Changing Government Policies Are Supporting The Coal Mining Industry
The global coal market was valued at around $358 billion in 2019. It is expected to reach around $338 billion in 2022 at a compound annual growth rate (CAGR) of -2.0%. Despite the declining growth rate, the coal market has seen tremendous growth since the historic period between 2014 – 2018, when it declined at an annual rate of -11.7%. Faster growth of the market in the forecast period than in the historic period can be attributed to the government policies that support the coal mining industry and coal-fired power generation. Governments are providing subsidies and encouraging foreign direct investments (FDI) in the coal mining industry. Currently, G20 governments provide $64 billion worth of subsidies each year to support the production and consumption of coal. The average annual amount spent by G20 governments to help build and sustain coal-fired power plants increased from $17 billion in 2014 to $47 billion in 2017. The amount of government support includes the support through governments’ public finance institutions such as bilateral development banks and export credit agencies investing in coal projects, fiscal support through budget allocations and tax exemptions, and investments through majority state-owned coal mining and utility companies. Japan’s newly released Long-Term Strategy includes plans to increase the use of coal in Japan. In India, the government has allowed 100% FDI in coal mining. These government policies will support the consumption of coal going forward.
Other recent policy changes that will encourage coal mining include the US administration’s withdrawal from the Paris Agreement on climate change in 2017. The administration also repealed the previous administration’s plan to limit carbon emissions, scaled back other coal regulations and ended a moratorium on issuing leases to extract coal from federal lands. As a result of the policy changes, coal production in the USA increased by 3.6% in 2017. This change in administration and environment policies will drive the global coal mining market in the forecast period.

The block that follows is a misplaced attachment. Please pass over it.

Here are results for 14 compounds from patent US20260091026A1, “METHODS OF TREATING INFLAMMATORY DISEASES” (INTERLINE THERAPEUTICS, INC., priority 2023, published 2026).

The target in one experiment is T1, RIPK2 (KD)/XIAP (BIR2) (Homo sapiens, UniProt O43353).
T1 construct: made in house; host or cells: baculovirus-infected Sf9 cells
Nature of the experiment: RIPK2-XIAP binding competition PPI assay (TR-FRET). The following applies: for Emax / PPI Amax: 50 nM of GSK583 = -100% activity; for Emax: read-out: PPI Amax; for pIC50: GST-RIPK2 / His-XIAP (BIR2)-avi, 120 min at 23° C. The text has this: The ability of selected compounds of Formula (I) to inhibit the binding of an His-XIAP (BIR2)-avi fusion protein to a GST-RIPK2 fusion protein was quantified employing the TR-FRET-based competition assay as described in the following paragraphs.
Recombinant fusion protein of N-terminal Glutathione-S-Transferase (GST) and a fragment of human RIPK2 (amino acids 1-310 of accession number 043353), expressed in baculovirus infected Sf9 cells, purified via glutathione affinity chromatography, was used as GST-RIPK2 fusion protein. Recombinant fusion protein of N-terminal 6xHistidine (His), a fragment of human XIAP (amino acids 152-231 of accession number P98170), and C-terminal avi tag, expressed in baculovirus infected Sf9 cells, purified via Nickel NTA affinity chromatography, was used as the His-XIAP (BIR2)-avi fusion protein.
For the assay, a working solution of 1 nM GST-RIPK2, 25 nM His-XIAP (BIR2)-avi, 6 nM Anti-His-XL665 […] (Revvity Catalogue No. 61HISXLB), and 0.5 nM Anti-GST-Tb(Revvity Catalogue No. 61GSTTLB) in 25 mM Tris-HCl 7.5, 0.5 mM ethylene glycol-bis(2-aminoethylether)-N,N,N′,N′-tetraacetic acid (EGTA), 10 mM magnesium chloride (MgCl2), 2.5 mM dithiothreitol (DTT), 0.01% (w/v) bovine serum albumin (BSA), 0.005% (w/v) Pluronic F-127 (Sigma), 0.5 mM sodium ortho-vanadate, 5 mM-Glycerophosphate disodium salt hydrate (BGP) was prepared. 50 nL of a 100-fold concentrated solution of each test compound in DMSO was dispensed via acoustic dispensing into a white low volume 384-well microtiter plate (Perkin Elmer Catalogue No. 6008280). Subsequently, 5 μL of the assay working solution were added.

Governments globally are directing their efforts towards favorable mining policies and are amending mining laws as the global mining industry goes through a downfall. In 2017, 61 mining organizations in China, including the China Mining Association, Chinese mining and exploration companies, research institutes and third-party service organizations founded the Strategic Alliance for Development of Green Mining to make practical decisions towards the green development of the mining industry in China.
Another example is the replacement of the 2008 mining policy with the new National Mineral Policy (NMP) by the Indian government in 2019, which pertains to non-coal and non-fuel minerals, and proposes to increase the production of major minerals by nearly 200% in the next 7 years. In addition to favorable mining policies, governments around the world are also creating education and training programs to support the mining industry. In Chile, Programa Mujer establishes recruitment drives for women with no prior working experiences to undertake roles in the operation of heavy machinery in the mining industry, supporting it with a scaled training program.